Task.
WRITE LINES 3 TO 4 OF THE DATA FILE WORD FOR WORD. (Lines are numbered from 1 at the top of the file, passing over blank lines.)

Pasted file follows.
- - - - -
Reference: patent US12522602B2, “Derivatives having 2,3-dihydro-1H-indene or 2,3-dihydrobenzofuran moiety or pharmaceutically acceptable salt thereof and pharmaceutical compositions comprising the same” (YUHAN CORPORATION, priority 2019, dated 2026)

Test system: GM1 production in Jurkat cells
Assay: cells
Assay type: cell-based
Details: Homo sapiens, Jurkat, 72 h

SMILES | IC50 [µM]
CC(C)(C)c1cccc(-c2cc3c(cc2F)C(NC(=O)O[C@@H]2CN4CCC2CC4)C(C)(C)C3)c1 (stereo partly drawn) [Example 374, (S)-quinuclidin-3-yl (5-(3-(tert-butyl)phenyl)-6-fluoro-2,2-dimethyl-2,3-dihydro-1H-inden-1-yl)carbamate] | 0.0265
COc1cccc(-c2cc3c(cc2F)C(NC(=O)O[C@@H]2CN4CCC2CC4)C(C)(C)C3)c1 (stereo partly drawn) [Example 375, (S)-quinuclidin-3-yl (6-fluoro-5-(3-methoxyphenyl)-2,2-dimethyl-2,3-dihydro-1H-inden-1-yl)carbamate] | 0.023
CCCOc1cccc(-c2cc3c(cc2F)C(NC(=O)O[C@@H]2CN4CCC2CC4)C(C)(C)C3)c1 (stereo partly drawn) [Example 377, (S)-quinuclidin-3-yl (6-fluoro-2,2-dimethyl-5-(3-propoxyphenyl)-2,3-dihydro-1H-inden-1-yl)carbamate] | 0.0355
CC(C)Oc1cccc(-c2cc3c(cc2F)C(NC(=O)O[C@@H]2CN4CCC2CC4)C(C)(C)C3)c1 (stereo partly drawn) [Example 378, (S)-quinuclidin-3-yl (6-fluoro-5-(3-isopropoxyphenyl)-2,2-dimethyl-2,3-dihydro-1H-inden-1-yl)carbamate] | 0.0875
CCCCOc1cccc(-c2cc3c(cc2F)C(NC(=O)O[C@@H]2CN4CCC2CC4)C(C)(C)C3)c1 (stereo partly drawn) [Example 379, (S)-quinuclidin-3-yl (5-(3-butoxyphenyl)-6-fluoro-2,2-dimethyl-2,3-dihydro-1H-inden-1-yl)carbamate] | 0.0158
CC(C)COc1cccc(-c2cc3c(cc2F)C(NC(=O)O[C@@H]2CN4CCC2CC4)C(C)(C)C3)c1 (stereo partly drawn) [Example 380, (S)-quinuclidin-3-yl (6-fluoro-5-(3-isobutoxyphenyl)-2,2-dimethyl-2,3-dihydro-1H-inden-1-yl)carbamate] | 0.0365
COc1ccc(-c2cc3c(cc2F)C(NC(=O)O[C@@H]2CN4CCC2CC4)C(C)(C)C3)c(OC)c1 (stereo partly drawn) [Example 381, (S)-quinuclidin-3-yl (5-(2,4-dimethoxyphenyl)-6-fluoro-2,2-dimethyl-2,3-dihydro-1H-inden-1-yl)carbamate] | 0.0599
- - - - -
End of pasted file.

Assay: cells
Assay type: cell-based